Photo is illustrative. Photo: POLICE file

Photo is illustrative. Photo: POLICE file

The Evansville (Ind.) Police Department's SWAT team raided a home in late June. Instead of finding the suspect who threatened officers online, team members came face to face with an 18-year-old and her grandmother.

Prior to the entry, officers performed a cursory knock and announce and deployed two noise flash diversion devices. A storm door was smashed. A television news crew was even invited along to record the warrant service.

Evansville commanders ordered the entry after discovering the anonymous threats on a Web forum. The suspect had allegedly threatened officers and their family members, writing that they would feel his pain. His threat included the use of explosives.

Investigators traced an Internet Protocol (IP) address to the address of the target residence, which had an unsecured Wi-Fi network. Anyone with a smart phone or computer within a reasonable distance could connect to the network. Apparently, not much more investigation was done to bolster the probable cause for the warrant.

Later, a more thorough investigation was conducted, and a suspect was arrested and charged with several offenses. The suspect, who has a lengthy criminal record and a known anti-police mindset, was quietly arrested at his home located 174 feet from the home where the erroneous warrant service had taken place. The cowardly suspect appears to be no more than a garden variety curb creature.

The raid raised many questions. Were there exigent circumstances? Was the threat against the officers of an imminent nature? Had there been no surveillance or background investigation on the residents of the original target house?

OK, here's a similar scenario for you to resolve. Read it and respond with a comment about what you would do.

The SWAT commander received a call just after midnight on an Easter Sunday. The field lieutenant advised him that 911 had received a call from a male, stating he was going to "kill the bitch" (his wife), and would kill any cop who showed up at his house. The system allowed the operator to lock onto the landline phone that was used for the call.

The lieutenant explained that patrol officers had not approached the home, but had spoken with some neighbors. Patrol had called the detective bureau and had then run a check on the owner and residence. The picture emerged of an elderly couple in their late 70s. The husband was a retired schoolteacher. Neither husband nor wife had any criminal record or any mental health history that had come to the attention of law enforcement. The neighbors that were interviewed painted picture of a nice retired couple. No domestic problems were ever noted.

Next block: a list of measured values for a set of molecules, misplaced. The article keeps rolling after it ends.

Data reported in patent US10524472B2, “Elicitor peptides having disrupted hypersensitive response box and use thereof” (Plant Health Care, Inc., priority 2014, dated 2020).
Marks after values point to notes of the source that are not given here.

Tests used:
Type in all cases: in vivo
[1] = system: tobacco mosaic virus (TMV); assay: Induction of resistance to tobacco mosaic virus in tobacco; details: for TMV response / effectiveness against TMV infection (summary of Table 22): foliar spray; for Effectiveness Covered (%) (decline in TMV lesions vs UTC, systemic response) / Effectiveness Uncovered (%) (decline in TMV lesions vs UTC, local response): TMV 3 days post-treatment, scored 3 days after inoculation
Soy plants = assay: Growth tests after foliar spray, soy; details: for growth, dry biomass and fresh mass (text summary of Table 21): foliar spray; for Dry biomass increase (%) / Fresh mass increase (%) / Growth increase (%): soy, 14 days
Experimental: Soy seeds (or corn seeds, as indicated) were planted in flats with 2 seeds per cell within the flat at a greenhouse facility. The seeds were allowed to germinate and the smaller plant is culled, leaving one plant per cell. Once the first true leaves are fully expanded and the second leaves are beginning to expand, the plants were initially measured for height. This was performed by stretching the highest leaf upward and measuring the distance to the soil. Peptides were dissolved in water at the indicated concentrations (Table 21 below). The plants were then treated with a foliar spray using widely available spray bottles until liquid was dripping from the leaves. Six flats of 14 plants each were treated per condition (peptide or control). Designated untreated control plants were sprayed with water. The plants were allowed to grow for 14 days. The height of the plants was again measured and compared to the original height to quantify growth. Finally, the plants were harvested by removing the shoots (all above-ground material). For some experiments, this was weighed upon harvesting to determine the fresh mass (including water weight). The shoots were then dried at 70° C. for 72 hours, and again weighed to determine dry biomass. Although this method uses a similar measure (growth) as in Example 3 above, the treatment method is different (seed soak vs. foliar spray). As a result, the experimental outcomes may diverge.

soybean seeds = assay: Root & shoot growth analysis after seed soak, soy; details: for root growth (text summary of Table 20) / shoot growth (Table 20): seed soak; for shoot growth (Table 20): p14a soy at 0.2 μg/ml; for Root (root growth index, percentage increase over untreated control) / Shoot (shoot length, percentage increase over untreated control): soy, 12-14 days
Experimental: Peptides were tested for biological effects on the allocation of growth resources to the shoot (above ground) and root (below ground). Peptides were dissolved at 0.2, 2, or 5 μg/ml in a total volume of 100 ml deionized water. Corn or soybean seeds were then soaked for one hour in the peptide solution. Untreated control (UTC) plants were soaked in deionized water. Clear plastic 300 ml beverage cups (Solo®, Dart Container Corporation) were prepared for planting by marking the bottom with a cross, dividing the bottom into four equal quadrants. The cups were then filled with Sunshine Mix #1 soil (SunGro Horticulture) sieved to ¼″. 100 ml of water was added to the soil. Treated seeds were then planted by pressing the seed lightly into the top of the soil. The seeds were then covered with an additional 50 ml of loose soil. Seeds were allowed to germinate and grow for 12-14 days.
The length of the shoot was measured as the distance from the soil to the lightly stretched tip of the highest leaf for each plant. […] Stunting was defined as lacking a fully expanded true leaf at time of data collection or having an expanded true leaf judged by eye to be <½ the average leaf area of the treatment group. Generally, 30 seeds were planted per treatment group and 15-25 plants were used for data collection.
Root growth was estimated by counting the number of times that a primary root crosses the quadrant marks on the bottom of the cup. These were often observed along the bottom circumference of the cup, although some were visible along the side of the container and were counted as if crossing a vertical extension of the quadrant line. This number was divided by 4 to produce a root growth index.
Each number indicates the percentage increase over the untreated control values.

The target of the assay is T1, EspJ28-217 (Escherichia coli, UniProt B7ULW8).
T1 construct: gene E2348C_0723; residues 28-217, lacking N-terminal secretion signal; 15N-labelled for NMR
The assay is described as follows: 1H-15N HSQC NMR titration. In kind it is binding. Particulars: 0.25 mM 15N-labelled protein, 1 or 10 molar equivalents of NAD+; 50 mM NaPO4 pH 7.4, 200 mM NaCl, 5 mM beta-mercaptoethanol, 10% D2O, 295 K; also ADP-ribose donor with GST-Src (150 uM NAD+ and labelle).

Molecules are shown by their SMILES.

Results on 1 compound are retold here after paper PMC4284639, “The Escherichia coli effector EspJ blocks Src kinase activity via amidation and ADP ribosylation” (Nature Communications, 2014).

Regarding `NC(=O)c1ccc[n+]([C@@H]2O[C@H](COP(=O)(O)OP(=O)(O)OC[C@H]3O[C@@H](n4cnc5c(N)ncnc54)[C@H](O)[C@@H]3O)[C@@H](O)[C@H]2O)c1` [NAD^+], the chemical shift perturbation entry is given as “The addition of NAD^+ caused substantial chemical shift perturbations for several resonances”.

However, the field lieutenant reported they were still locked on to the phone and were calling repeatedly with no answer. No lights were visible, and the patrol cops could see that the couple's vehicle was parked in the garage. At 1:15 a.m., the SWAT commander activated the team.

Upon the team's arrival, a react team was positioned as close to the target address as possible. A perimeter was established. A command post was set up at a neighbor's home out of line of sight. The SWAT commander re-interviewed neighbors and relatives who had shown up and obtained a key to the house. He spoke with the 911 operator who had taken to original call. She said the caller didn't sound elderly and seemed to have been whispering. Repeated attempts to call the locked phone line hadn't been successful.

At this point, the commander and his sergeants considered their options. Should they surround, call out, and wait? Or hit the door with a dynamic entry? What would you have done?

Related:

Ind. SWAT Team Tricked Into Raiding Grandma's Home

Author

Bob Parker
Bob Parker

Lieutenant (Ret.)

Lt. Robert Parker served with the Omaha (Neb.) PD for 30 years and commanded the Emergency Response Unit. He is responsible for training thousands of law enforcement instructors in NTOA's Patrol Response to Active Shooters courses.

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Lt. Robert Parker served with the Omaha (Neb.) PD for 30 years and commanded the Emergency Response Unit. He is responsible for training thousands of law enforcement instructors in NTOA's Patrol Response to Active Shooters courses.

View Bio
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